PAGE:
On April 12th (March 30th by the old calendar) the Church commemorates St. John of the Ladder.
St. John of the Ladder is called thus in honor of his major spiritual writing, “The Ladder of Paradise,” and is venerated by the Church as a great ascetic. There is very little information on St. John’s origins. According to tradition he was born circa A.D. 525, and leaving the world at the age of 16, he entered the Sinai monastery, where the elder Martirius became his spiritual father. Four years later St. John became a monk. The elder Strategius, who was present at the tonsure, prophesied that John would be a great luminary of the Church.
For 19 years John toiled at his obedience. After the death of the elder Martirius the saint went away into the desert near Mount Sinai, where he spent 40 years in the spiritual labors of silence, fasting, and prayer. Word of St. John’s holiness spread far and wide, and many who were seeking salvation came to join him. Later he was summoned by the Sinaite monastics, who chose him as their abbot at the age of 75. For four years St. John served as abbot of the Sinai monastery, and then once again returned to a life of solitude until his very end.
It was during his rule over the monastery that St. John wrote his famous “Ladder of Paradise.” This book provided instruction on monastic life, which St. John envisaged as a path of continuous ascent to heaven along a ladder of spiritual improvement, which required a person to engage in difficult self-renunciation and intense spiritual labor. The “Ladder” presupposes, firstly, the cleansing of spiritual impurities and the uprooting of vices and passions, and secondly, the reconstruction of God’s image in man.
The content of the “Ladder” is accordingly divided into two sections: the first speaks of vices that are contrary to Christian life, and the second reveals the concept of moral and religious virtues. Many pillars of spiritual life consider the “Ladder” to be the best book of spiritual guidance. The “Ladder” was especially venerated in Russia.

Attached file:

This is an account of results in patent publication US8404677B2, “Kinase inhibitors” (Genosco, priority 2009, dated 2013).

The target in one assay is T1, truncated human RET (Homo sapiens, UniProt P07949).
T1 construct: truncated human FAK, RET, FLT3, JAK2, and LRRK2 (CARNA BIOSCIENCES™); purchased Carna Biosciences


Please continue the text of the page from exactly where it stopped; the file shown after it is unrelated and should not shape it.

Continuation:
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Excerpts from St. John’s “Ladder”
- A Christian is one who imitates Christ as much as possible in word, deed, and thought, and who believes in the Holy Trinity correctly and purely.
- Adam, as long as he retained his childlike innocence, did not see his nakedness; blessed is natural innocence, but more glorious is the reward for innocence that is acquired through much sweat and labor, for it is the source of the greatest humility and meekness.
- Illness is sometimes sent to us for the cleansing of sins and sometimes to temper our vanity.
- The Lord sojourns in the hearts of the meek, while a rebellious soul is the seat of the devil.
- Earnest prayer eliminates even despair.
- May the entire fabric of your prayer consist of few words, for both the publican and the prodigal son attracted God’s mercy by their brief words.
- If you lean continuously on the staff of prayer, you will not stumble, but even if this should happen – you will not fall completely.
- Ill thoughts that are not confessed to one’s spiritual father turn into deeds.
- When embarking upon spiritual life, we must remember that among demons there are those who even “interpret” the Holy Scriptures for us; they do this usually in the hearts of the vain, especially among learned (educated) people, and by gradually seducing them, they finally bring them to a state of heresy and blasphemy.
- Knowing that your neighbor reproached you in your absence or presence, show your love by praising him.
- He shows humility who does not lessen his love for others when reproached by them, and not he who engages in self-reproach.
- We have not been invited into this world to attend a wedding feast, but to weep over ourselves...
- Chastity is the comprehensive name for all virtues.
- Purity and chastity are the desirable abode of Christ and heaven on earth for the soul.
- An unbridled tongue can in a short while waste the fruit of many labors.
- By earnestly offering Christ the labors of your youth, in old age you will rejoice in the wealth of dispassion, for that which is amassed in youth nourishes and comforts in the fatigue of old age.